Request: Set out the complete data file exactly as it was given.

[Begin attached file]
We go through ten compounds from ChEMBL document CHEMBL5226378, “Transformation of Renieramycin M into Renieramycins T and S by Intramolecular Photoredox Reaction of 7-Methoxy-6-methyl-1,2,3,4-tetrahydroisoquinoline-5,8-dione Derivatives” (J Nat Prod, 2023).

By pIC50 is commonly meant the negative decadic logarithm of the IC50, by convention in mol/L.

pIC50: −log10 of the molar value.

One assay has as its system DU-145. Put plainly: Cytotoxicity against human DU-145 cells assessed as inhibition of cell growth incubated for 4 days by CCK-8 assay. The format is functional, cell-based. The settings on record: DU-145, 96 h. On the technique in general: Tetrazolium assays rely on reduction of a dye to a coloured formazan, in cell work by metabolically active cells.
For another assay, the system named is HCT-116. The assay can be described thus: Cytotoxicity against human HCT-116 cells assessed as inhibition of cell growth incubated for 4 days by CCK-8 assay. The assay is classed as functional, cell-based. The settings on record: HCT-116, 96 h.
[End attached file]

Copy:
We go through ten compounds from ChEMBL document CHEMBL5226378, “Transformation of Renieramycin M into Renieramycins T and S by Intramolecular Photoredox Reaction of 7-Methoxy-6-methyl-1,2,3,4-tetrahydroisoquinoline-5,8-dione Derivatives” (J Nat Prod, 2023).

By pIC50 is commonly meant the negative decadic logarithm of the IC50, by convention in mol/L.

pIC50: −log10 of the molar value.

One assay has as its system DU-145. Put plainly: Cytotoxicity against human DU-145 cells assessed as inhibition of cell growth incubated for 4 days by CCK-8 assay. The format is functional, cell-based. The settings on record: DU-145, 96 h. On the technique in general: Tetrazolium assays rely on reduction of a dye to a coloured formazan, in cell work by metabolically active cells.
For another assay, the system named is HCT-116. The assay can be described thus: Cytotoxicity against human HCT-116 cells assessed as inhibition of cell growth incubated for 4 days by CCK-8 assay. The assay is classed as functional, cell-based. The settings on record: HCT-116, 96 h.